“I was released, but I was not freed.”
Iran may be one of the world’s most dangerous places to be an activist, and no one knows that better than Nasrin Sotoudeh. The country’s most prominent human rights defender has spent her life speaking truth to power, at enormous personal cost. A 2010 conviction of “conspiring against state security” put her in prison for three years, most of them in solitary confinement, and she endured two life-threatening protest hunger strikes. Last June, Nasrin, 55, was again pulled abruptly from her home, told she’d been convicted in absentia of national security offenses, and returned to jail. Amnesty International called the arrest “an outrage.”
Raised in a middle-class Tehran family, Nasrin came to activism young. She first worked as a journalist for reformist newspapers; in 2003, when she received her law license, she joined the Center for the Defense of Human Rights, which offered pro bono representation to political prisoners, and the Society for the Protection of the Rights of Children. She defended children held on death row – although it’s illegal under international law to execute those under 18, some 73 children have been put to death in Iran between 2005 and 2015 – and actively campaigned against the death penalty.
Nasrin also was a signatory to the Campaign for One Million Signatures, which called for the elimination of laws discriminating against women, and defended many of its members when they were arrested. She stood up as well for those arrested in a state crackdown after Iran’s disputed 2009 election that brought Mahmoud Ahmadinejad to power (electoral irregularities brought millions of Iranians out in protest).
Nobel peace laureate Shirin Ebadi called Nasrin “the lawyer so many of us human rights defenders would call when the government harassed us or put one of us or one of our family members in jail.”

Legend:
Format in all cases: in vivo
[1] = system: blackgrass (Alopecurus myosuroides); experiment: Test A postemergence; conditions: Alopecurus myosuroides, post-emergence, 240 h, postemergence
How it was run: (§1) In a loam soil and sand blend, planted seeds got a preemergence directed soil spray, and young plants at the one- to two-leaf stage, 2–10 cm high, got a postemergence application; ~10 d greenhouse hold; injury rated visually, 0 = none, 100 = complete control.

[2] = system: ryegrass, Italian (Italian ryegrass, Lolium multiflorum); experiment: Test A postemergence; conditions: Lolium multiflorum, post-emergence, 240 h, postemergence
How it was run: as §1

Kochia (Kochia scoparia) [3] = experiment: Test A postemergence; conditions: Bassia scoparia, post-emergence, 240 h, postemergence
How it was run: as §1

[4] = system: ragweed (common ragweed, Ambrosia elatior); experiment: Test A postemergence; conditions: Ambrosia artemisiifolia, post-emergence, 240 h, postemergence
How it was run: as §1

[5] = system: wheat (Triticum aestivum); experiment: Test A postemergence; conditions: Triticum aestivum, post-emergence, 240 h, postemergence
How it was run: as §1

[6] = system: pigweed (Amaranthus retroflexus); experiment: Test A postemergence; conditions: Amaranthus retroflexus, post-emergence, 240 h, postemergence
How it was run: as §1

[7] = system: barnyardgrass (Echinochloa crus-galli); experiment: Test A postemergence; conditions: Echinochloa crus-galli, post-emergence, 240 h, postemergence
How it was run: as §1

International organizations celebrated Nasrin’s human rights work, awarding her the PEN/Barbara Goldsmith Freedom to Write Award and the
European Parliament’s prestigious Sakharov Prize for Freedom of Thought. But at home, government harassment never stopped. The suffering has touched her entire family. In 1994, she’d married Reza Khandan, a graphic artist she’s described as “truly a modern man,” and they had two children. With her arrest in 2008, authorities imposed a travel ban on her daughter, then 12, and she and Nasrin’s toddler son were allowed to see their mother only from behind a glass screen. When Nasrin refused to wear a required full-length chador, the visits were cut off entirely.
Just as much as you need “parents, love and visits with your mom,” an opposition website reported she wrote to her children, “you need freedom, social security, the rule of law and justice.”
In 2013, Nasrin was released early by newly-elected President Hassan Rouhani as a show of good faith to the international community. Forbidden to practice law, Nasrin continued to speak out, saying “I was released, but I was not freed.” In February, 2018, a group of Tehran women removed their hijabs in street protest and were charged with “violating public prudency” and “encouraging immorality of prostitution”. Nasrin stepped in to defend what she called “a civil-disobedience movement.”
Her latest arrest came not long after she announced plans for a sit-in in protest of a new government rule to restrict the right of dissidents to hire independent lawyers – what she called a “farewell” to the right of defence. Last August, denied an official response to her correspondence and hearing of the harassment of her family and friends, she began yet another hunger strike. “I have no choice,” she wrote on her husband’s Facebook page. A month later, Reza was arrested as well.
Despite global condemnation and calls for the couple’s release both Reza and Nasrin remain in jail. Yet it’s clear that while Nasrin may be imprisoned, she will not be silenced. In late September, the Center for Human Rights in Iran published Nasrin’s letter to her now 12-year-old son, explaining why she couldn’t be with him for the first day of school:
“How could I witness the execution of juveniles in my country and be silent?” she asked. “How could I close my eyes to child abuse cases?…I just couldn’t, my son.”
Story Courtesy: Noble Women’s Initiative